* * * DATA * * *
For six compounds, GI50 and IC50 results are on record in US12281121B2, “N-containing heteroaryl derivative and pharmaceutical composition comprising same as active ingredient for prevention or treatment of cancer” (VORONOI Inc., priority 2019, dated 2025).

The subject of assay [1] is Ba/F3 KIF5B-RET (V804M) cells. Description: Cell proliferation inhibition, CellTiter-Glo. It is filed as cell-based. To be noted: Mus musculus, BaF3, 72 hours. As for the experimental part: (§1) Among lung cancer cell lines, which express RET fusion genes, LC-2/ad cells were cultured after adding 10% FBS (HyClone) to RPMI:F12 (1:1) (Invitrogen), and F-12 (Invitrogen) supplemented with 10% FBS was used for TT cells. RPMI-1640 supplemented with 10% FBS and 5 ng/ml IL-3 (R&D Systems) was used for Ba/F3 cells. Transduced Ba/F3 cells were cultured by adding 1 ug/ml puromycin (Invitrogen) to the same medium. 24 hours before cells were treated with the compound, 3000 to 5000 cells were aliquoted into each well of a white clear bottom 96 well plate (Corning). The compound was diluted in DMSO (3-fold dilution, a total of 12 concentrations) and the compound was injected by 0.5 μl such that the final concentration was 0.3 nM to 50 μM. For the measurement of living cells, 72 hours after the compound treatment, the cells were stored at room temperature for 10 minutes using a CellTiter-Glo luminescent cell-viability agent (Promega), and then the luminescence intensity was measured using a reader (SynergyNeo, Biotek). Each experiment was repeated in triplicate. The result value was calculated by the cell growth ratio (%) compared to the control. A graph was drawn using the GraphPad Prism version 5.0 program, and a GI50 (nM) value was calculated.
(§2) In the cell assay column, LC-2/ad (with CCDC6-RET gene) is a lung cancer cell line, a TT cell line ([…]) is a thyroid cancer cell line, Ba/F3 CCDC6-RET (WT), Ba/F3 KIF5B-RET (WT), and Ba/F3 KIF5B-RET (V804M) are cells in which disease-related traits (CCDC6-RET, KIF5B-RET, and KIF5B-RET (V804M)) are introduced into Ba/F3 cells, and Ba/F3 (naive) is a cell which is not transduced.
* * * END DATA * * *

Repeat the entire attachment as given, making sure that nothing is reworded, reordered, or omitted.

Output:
For six compounds, GI50 and IC50 results are on record in US12281121B2, “N-containing heteroaryl derivative and pharmaceutical composition comprising same as active ingredient for prevention or treatment of cancer” (VORONOI Inc., priority 2019, dated 2025).

The subject of assay [1] is Ba/F3 KIF5B-RET (V804M) cells. Description: Cell proliferation inhibition, CellTiter-Glo. It is filed as cell-based. To be noted: Mus musculus, BaF3, 72 hours. As for the experimental part: (§1) Among lung cancer cell lines, which express RET fusion genes, LC-2/ad cells were cultured after adding 10% FBS (HyClone) to RPMI:F12 (1:1) (Invitrogen), and F-12 (Invitrogen) supplemented with 10% FBS was used for TT cells. RPMI-1640 supplemented with 10% FBS and 5 ng/ml IL-3 (R&D Systems) was used for Ba/F3 cells. Transduced Ba/F3 cells were cultured by adding 1 ug/ml puromycin (Invitrogen) to the same medium. 24 hours before cells were treated with the compound, 3000 to 5000 cells were aliquoted into each well of a white clear bottom 96 well plate (Corning). The compound was diluted in DMSO (3-fold dilution, a total of 12 concentrations) and the compound was injected by 0.5 μl such that the final concentration was 0.3 nM to 50 μM. For the measurement of living cells, 72 hours after the compound treatment, the cells were stored at room temperature for 10 minutes using a CellTiter-Glo luminescent cell-viability agent (Promega), and then the luminescence intensity was measured using a reader (SynergyNeo, Biotek). Each experiment was repeated in triplicate. The result value was calculated by the cell growth ratio (%) compared to the control. A graph was drawn using the GraphPad Prism version 5.0 program, and a GI50 (nM) value was calculated.
(§2) In the cell assay column, LC-2/ad (with CCDC6-RET gene) is a lung cancer cell line, a TT cell line ([…]) is a thyroid cancer cell line, Ba/F3 CCDC6-RET (WT), Ba/F3 KIF5B-RET (WT), and Ba/F3 KIF5B-RET (V804M) are cells in which disease-related traits (CCDC6-RET, KIF5B-RET, and KIF5B-RET (V804M)) are introduced into Ba/F3 cells, and Ba/F3 (naive) is a cell which is not transduced.